The inquest into the fatal Pasco police shooting of a Mexican man throwing rocks while fleeing faces another setback.
Special Deputy Coroner Rea Culwell, the Columbia County prosecutor, has stepped down from her role of presenting the facts of the shooting of Antonio Zambrano-Montes at the fact-finding coroner’s inquest, said Dan Blasdel, Franklin County coroner, at a Thursday press conference in Pasco.
He said Culwell’s decision has to do with her “personal convictions” and called it a setback that pushes the inquest back to late summer.
Blasdel said he’s identified a person at a Tri-City law firm to take her place but is still working out the details. The cost would come out of the budget approved by the county commissioners.
He said the earliest the inquest could start would be late July or August, adding he’d like to schedule it before Columbia Basin College starts the fall quarter on Sept. 19 since it is being held there.
“The Franklin County Coroner’s Office respects Ms. Culwell’s decision,” Blasdel said.
Culwell told the Herald that she had already reviewed the large number of documents covering the investigation of the incident and found the investigation to be “very, very thorough.”
It is important to have the process so this can be put to bed and the community can heal.
Franklin County Coroner Dan Blasdel
“Personally, I would not have held an inquest,” she said.
She initially volunteered to assist Blasdel in the inquest.
Now she has concerns that the questions state law outlines for inquest juries to answer have already been answered by the death certificate. The proposed inquest would go beyond who died, when, where and the cause and manner of death to ask the jury if the shooting was unlawful or criminal in any way, she said.
The death certificate already is clear on matters the state law outlines for an inquest jury to decide, she said, including that Zambrano-Montes died of gunshot wounds.
She respects Blasdel’s decision to hold an inquest, however, she said.
But she also respects the decision of Franklin County Prosecutor Shawn Sant that under the standards set by state law the three officers involved acted in good faith and without malice. Sant did a thorough review and, as a prosecutor, she understands his decision, she said.
A civil lawsuit filed by Zambrano-Montes’ survivors could answer some of the other questions the public may have, she said.
The state Attorney General also has yet to release results of a review it announced in September, although Culwell said she did not anticipate the review would find that further investigation is needed.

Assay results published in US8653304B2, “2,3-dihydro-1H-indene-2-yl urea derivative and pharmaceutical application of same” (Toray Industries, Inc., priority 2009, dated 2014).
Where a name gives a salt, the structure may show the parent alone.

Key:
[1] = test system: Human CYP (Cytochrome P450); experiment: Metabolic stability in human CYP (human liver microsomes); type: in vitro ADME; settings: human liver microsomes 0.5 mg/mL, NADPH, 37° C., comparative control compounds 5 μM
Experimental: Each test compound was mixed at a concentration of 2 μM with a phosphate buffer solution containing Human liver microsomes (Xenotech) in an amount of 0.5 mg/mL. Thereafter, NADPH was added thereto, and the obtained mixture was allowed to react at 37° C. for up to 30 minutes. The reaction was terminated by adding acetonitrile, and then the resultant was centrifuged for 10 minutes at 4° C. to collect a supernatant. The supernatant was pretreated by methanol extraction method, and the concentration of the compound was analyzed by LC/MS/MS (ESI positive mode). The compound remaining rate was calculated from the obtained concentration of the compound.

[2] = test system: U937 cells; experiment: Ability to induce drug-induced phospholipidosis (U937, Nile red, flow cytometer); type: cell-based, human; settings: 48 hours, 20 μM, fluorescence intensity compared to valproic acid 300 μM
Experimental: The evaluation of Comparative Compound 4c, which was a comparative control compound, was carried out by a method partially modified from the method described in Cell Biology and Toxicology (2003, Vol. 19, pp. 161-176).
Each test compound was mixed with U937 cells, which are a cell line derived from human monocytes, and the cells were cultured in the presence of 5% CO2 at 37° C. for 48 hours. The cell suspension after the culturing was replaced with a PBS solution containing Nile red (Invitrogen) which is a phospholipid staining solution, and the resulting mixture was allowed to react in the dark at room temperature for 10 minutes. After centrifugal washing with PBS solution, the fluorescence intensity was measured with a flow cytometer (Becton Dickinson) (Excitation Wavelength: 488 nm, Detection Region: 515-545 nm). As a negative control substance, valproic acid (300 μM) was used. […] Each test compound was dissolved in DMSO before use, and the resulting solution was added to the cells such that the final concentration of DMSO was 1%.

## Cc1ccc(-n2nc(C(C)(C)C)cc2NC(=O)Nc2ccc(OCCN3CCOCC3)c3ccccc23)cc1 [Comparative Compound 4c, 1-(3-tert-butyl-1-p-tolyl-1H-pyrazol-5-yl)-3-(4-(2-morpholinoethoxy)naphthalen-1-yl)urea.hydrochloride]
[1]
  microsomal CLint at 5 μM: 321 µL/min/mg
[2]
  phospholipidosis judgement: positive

Antonio Zambrano-Montes, 35, was shot at 17 times by three Pasco officers in 2015 while he was high on methamphetamine and throwing rocks at police and passing cars.
Blasdel said he would have liked to have had the inquest six to eight months ago. But it is not too late, he said, citing a Lewis County inquest conducted a decade after a death occurred.
The inquest would “give the public their day in court,” he said. The public would have a chance to see witnesses testify and hear what they have to say.
“It is important to have the process so this can be put to bed and the community can heal,” he said. It also is the right of a coroner to hold an inquest.
The Latino Coalition of Tri-Cities said Culwell’s decision was yet another impediment to the planned public inquest.
“This news is troubling and adds yet another blow to a 16-month struggle for justice on behalf of a member of the Latino community,” the coalition said in a statement.
Public review is part of the necessary checks and balances to guarantee that the community and its police officers agree on practices that address public safety concerns, the coalition said.
The Pasco Police Department has made minor improvements since Zambrano-Montes was killed, but those efforts are undermined by not yet having a public inquest, the coalition said.
“The Latino community wants this public inquest, as does the whole Pasco community,” it said. “It will be ... a big step to rebuilding public trust.”
Zambrano-Montes, 35, was shot at 17 times by three Pasco officers in 2015 while he was high on methamphetamine and throwing rocks at police and passing cars. The case prompted months of protests in Pasco and outrage from as far away as Mexico.